While the willingness to abandon long held beliefs for political gain has always been a common trait among public figures, the spectacle has recently taken on shocking levels of casual audacity. The contempt for even minimal levels of intellectual consistency has allowed Kamala Harris to condemn Joe Biden for his past opposition to Federally mandated busing while simultaneously taking the exact same position herself. These somersaults are particularly common with former economic conservatives seeking to curry favor with President Trump’s decidedly non-conservative policies.
We have seen former free-trader Larry Kudlow awkwardly embrace high tariffs and big deficits, and economist Stephen Moore disavow decades of monetary hawkishness to position himself as a potentially reliable Trump loyalist. But the most dizzying reversal came this week when supposedly conservative Reagan administration economist Arthur Laffer (in what I believe to be an audition for a job in the Trump Administration) hit the airwaves to make the case that the Federal Reserve should be run directly by the President, not by the Fed’s supposedly independent governors. Come again? Direct political control of a central bank has always been the bogeyman of any conservative economist. Was he serious?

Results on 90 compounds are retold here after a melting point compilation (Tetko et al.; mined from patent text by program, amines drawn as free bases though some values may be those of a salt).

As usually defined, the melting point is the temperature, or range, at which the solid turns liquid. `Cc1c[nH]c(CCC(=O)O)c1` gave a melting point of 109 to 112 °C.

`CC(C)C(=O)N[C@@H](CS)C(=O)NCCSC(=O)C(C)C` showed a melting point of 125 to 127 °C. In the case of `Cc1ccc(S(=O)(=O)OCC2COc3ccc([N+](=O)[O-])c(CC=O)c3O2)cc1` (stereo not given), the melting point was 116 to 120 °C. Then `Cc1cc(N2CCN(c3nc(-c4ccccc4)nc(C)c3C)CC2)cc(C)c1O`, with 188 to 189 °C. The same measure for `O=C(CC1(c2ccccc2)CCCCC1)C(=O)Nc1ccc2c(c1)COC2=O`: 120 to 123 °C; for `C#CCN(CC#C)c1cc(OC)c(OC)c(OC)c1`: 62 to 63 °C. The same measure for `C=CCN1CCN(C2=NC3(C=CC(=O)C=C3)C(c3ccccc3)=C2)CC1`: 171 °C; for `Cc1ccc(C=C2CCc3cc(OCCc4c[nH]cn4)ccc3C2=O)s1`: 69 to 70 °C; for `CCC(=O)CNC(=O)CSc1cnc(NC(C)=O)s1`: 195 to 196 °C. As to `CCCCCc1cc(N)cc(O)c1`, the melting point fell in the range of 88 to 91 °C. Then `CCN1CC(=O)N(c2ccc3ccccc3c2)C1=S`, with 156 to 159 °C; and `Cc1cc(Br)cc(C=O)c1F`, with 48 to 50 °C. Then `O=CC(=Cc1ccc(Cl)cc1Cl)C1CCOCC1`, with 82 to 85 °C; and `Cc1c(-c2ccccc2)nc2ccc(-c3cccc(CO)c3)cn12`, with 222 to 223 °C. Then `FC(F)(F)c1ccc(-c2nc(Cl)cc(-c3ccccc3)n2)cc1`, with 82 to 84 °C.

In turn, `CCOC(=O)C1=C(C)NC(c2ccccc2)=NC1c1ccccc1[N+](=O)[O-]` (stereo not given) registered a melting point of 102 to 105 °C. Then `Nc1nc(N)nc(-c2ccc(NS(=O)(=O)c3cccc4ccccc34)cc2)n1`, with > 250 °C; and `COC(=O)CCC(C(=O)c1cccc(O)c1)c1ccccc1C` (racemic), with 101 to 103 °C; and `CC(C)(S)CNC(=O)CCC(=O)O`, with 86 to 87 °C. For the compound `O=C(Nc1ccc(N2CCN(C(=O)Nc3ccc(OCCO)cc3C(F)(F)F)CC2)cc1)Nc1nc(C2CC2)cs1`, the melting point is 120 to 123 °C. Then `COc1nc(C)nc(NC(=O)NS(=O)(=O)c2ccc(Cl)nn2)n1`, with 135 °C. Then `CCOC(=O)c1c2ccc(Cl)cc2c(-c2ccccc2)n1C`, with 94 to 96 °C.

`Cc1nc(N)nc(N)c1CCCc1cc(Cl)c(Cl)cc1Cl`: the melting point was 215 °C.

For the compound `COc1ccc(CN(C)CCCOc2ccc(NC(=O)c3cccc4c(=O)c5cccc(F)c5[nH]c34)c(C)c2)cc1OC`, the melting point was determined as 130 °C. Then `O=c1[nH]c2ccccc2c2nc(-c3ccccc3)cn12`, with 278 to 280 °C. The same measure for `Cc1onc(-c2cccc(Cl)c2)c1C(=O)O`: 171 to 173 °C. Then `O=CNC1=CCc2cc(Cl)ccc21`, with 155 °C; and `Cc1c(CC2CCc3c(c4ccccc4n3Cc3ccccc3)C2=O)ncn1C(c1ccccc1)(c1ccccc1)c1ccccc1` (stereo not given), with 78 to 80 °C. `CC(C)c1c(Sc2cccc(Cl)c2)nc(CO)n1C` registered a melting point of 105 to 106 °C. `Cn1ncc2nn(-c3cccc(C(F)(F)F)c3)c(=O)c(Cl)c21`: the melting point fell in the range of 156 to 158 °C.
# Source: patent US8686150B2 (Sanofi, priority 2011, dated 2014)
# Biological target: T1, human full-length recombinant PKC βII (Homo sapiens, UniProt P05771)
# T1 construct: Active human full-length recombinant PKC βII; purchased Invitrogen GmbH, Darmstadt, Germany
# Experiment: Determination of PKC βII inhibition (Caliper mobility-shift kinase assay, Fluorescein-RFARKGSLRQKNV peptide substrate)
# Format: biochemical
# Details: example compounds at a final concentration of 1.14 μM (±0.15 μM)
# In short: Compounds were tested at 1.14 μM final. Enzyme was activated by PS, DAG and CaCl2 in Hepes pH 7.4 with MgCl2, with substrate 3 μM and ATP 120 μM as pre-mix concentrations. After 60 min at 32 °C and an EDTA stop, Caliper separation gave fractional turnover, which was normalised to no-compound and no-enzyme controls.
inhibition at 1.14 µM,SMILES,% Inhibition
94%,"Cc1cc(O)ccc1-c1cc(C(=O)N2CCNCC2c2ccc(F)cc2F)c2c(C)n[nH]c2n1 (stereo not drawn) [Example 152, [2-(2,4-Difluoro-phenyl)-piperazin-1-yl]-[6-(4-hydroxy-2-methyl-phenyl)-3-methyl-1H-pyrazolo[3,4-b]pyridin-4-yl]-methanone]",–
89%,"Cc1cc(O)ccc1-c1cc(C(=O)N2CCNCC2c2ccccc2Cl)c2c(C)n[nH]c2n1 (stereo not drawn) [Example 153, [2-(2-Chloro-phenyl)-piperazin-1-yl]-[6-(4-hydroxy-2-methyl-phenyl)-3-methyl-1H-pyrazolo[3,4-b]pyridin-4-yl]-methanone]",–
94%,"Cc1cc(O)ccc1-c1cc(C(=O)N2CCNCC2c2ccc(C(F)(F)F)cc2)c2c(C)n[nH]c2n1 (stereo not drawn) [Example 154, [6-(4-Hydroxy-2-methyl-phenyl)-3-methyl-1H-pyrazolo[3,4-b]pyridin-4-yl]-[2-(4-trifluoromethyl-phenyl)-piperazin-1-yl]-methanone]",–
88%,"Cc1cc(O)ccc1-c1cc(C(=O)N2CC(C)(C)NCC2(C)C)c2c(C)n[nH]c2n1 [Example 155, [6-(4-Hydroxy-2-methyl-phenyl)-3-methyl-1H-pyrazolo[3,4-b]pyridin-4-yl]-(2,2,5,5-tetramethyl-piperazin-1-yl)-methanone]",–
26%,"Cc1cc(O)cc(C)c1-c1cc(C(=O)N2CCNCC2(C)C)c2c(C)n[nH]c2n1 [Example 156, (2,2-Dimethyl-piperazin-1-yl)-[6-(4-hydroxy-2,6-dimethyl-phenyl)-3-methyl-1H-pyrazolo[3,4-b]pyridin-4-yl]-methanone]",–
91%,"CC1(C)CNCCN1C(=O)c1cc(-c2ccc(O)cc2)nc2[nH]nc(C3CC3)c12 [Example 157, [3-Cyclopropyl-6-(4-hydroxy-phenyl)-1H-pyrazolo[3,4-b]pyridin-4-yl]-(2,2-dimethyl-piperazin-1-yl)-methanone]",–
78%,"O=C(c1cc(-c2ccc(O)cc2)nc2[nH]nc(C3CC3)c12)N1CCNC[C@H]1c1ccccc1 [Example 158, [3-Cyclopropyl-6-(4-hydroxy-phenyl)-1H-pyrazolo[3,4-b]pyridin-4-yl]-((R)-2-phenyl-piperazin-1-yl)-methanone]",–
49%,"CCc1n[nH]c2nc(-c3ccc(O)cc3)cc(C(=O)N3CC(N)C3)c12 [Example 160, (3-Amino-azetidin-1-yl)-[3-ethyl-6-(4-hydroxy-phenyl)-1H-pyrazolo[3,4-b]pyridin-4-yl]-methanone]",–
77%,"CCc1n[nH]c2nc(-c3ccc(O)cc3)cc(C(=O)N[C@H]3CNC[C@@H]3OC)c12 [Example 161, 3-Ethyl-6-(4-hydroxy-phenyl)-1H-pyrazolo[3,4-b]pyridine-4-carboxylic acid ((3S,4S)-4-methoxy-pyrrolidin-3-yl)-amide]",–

Readers of my commentaries would expect me to be the last person to defend the status quo at the Federal Reserve. Let me be clear, I believe that giving a group of economists the power to set interest rates and regulate the availability of money and credit is a bad idea. I would prefer that there were not a Fed at all, and that interest rates were set by the same free market forces that so successfully regulate other areas of the economy. Since its establishment more than a century ago, the Federal Reserve has only succeeded in destroying the U.S. dollar, hollowing out American industry, massively increasing the size of the Federal Government, and creating a bubble economy completely addicted to borrowing and spending.
But just because something is bad, doesn’t mean that it couldn’t be far, far worse. And that certainly would be the case if we were to put the powers of the Federal Reserve into the hands of politicians whose only goal is to pander to as many constituencies as possible in order to get reelected.
Among the political elite of both parties there has never been, nor will there ever be, any sustained support for monetary or fiscal discipline. For politicians the near-term perception of success is all that matters. Warnings about the dangers of deficits and debt monetization only arise from whatever party is in in the opposition, where their meaningless protests serve only as easy rhetoric. Politicians in power will always consider what is politically expedient over risking the wrath of voters by doing what’s unpopular, even if they believe such actions to be in the best interest of the nation.